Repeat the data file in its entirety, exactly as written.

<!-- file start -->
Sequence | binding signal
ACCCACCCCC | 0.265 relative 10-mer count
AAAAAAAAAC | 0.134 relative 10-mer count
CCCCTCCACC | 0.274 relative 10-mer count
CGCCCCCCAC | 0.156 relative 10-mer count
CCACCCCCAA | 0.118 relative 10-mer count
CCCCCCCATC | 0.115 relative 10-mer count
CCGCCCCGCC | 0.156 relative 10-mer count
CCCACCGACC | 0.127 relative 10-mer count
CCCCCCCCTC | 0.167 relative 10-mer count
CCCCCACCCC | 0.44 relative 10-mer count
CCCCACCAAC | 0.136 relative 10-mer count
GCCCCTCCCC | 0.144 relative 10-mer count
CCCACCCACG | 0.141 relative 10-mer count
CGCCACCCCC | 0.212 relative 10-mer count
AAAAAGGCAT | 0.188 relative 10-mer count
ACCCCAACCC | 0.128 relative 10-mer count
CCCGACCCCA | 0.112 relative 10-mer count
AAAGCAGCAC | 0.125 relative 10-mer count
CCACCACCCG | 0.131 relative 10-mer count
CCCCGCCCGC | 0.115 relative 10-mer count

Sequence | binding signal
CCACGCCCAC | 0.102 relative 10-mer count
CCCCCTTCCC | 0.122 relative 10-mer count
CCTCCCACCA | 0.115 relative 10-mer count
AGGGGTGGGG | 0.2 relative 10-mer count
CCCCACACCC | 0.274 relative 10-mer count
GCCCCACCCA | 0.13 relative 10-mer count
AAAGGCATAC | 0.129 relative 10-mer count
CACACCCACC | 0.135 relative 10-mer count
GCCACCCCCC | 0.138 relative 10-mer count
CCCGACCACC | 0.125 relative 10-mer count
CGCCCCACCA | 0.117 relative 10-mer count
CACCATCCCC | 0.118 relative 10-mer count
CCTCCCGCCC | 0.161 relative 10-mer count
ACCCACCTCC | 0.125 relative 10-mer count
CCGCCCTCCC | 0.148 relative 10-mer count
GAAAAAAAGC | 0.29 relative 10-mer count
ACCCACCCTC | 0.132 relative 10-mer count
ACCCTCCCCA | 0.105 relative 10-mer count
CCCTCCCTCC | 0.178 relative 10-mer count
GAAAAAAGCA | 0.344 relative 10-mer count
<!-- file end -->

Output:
Sequence | binding signal
ACCCACCCCC | 0.265 relative 10-mer count
AAAAAAAAAC | 0.134 relative 10-mer count
CCCCTCCACC | 0.274 relative 10-mer count
CGCCCCCCAC | 0.156 relative 10-mer count
CCACCCCCAA | 0.118 relative 10-mer count
CCCCCCCATC | 0.115 relative 10-mer count
CCGCCCCGCC | 0.156 relative 10-mer count
CCCACCGACC | 0.127 relative 10-mer count
CCCCCCCCTC | 0.167 relative 10-mer count
CCCCCACCCC | 0.44 relative 10-mer count
CCCCACCAAC | 0.136 relative 10-mer count
GCCCCTCCCC | 0.144 relative 10-mer count
CCCACCCACG | 0.141 relative 10-mer count
CGCCACCCCC | 0.212 relative 10-mer count
AAAAAGGCAT | 0.188 relative 10-mer count
ACCCCAACCC | 0.128 relative 10-mer count
CCCGACCCCA | 0.112 relative 10-mer count
AAAGCAGCAC | 0.125 relative 10-mer count
CCACCACCCG | 0.131 relative 10-mer count
CCCCGCCCGC | 0.115 relative 10-mer count

Sequence | binding signal
CCACGCCCAC | 0.102 relative 10-mer count
CCCCCTTCCC | 0.122 relative 10-mer count
CCTCCCACCA | 0.115 relative 10-mer count
AGGGGTGGGG | 0.2 relative 10-mer count
CCCCACACCC | 0.274 relative 10-mer count
GCCCCACCCA | 0.13 relative 10-mer count
AAAGGCATAC | 0.129 relative 10-mer count
CACACCCACC | 0.135 relative 10-mer count
GCCACCCCCC | 0.138 relative 10-mer count
CCCGACCACC | 0.125 relative 10-mer count
CGCCCCACCA | 0.117 relative 10-mer count
CACCATCCCC | 0.118 relative 10-mer count
CCTCCCGCCC | 0.161 relative 10-mer count
ACCCACCTCC | 0.125 relative 10-mer count
CCGCCCTCCC | 0.148 relative 10-mer count
GAAAAAAAGC | 0.29 relative 10-mer count
ACCCACCCTC | 0.132 relative 10-mer count
ACCCTCCCCA | 0.105 relative 10-mer count
CCCTCCCTCC | 0.178 relative 10-mer count
GAAAAAAGCA | 0.344 relative 10-mer count